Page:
The following lesson plan foregrounds musical and social frameworks that are meaningful to musicians and fans of huangmei opera, a regional theatrical tradition based in Anhui, China—my ancestral home. Huangmei opera was not a part of my life until I learned of its importance to my paternal grandmother, who still remembers the sounds of the itinerant opera troupes that visited the rural village of her youth. In the summer of 2018, I heard my grandmother sing for the first time in about twenty years when, on a whim, I thought to play her a huangmei opera recording. The lesson outline I share here is a result of the research I began on this tradition because, for all the music theory classes I had taken, none suggested that the kind of musicality most adored by my grandmother existed.
The lesson begins with the structure of the pentatonic scale—a construct appearing in Sinitic writing as early as over two millennia ago in the Rites of Zhou—and considers the scale's musical affordances before panning out to discuss the inscribed socialized frameworks of those musical affordances. The lesson uses several strategies to assist students in developing a sensitivity to a new mode of musicality over a short time span. First, it invites students to partake in "a more personal and physical involvement with the music" through singing and reflecting on their embodied experience of musical examples (Schubert 2014). Second, it invites students to work with local musical terminology and notation, the latter which Schuiling (2019) describes is vested with "musicality" and "an object of social and creative interaction in its own right." Third, the lesson grounds assertions about the expressive affordances of musical structures in descriptions by cultural insiders. Fourth, surrounding artforms are woven into the lesson to represent the nexus of aesthetic sensibilities in which the music resides. Finally, the lesson draws attention to the ideological frameworks in which musical structures are situated.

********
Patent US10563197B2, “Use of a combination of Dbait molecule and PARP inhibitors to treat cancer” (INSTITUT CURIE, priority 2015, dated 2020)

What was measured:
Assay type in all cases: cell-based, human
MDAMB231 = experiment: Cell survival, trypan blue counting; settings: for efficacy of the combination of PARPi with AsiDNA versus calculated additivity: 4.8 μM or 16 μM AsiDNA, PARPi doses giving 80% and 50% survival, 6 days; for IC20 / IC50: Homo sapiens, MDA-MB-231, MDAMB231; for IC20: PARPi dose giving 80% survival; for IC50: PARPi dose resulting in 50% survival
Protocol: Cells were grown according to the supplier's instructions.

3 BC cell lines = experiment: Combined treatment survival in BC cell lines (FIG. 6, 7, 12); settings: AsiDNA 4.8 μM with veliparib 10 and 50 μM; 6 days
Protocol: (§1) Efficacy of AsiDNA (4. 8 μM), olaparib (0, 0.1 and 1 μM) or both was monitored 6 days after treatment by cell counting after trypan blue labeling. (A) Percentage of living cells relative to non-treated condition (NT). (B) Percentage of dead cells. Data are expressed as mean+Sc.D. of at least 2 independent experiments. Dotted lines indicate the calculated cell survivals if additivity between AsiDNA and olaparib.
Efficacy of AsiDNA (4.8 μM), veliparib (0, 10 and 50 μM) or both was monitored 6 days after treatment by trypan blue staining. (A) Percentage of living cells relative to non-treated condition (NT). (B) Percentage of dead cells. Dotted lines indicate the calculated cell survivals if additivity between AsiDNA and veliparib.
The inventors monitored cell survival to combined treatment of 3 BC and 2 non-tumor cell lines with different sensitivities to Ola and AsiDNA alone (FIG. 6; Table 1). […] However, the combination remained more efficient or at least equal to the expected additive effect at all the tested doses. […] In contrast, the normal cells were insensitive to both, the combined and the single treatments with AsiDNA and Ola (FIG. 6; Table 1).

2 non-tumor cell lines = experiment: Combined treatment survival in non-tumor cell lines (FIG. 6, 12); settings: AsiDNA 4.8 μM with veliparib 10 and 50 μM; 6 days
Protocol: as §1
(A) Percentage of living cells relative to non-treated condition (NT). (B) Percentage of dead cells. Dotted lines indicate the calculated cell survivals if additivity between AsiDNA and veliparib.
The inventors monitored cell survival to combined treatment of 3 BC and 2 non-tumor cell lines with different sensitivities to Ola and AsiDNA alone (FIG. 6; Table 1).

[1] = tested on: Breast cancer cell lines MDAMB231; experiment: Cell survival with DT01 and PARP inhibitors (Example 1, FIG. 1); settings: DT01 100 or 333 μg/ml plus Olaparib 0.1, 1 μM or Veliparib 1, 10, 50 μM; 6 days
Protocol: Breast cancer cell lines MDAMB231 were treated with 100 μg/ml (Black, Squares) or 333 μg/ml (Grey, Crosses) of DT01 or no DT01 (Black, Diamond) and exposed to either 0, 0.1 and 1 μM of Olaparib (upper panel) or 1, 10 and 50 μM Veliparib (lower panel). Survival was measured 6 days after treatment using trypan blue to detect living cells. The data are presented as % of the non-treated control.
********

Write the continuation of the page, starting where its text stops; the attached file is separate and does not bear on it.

To begin, the instructor can have students sing the pentatonic scale ascending and descending (Fig. 1) to warm them up to 简谱 jianpu notation. A guide to reading jianpu is provided in this handout. To encourage a more holistic engagement with the material from the start, the instructor can ask students to introspect on their embodied experience of singing the scale. Students may notice that amid an otherwise smooth succession of major seconds, the minor thirds stand out as larger distances that require a greater expenditure of breath. In Sinitic music, the minor thirds of the pentatonic scale are sometimes filled in by interceding notes bearing special names (Thrasher 2008, 85), but they are more characteristically presented as open thirds. Like a cresting wave that remains poised above its trough, the open third can be thought to convey a sense of buoyancy and space (Fig. 2). While all five pentatonic tones can act as ending notes, resulting in five possible modes, the pentatonic mode ending on 5 is the most typical of huangmei opera melodies (Shi 1993, 476).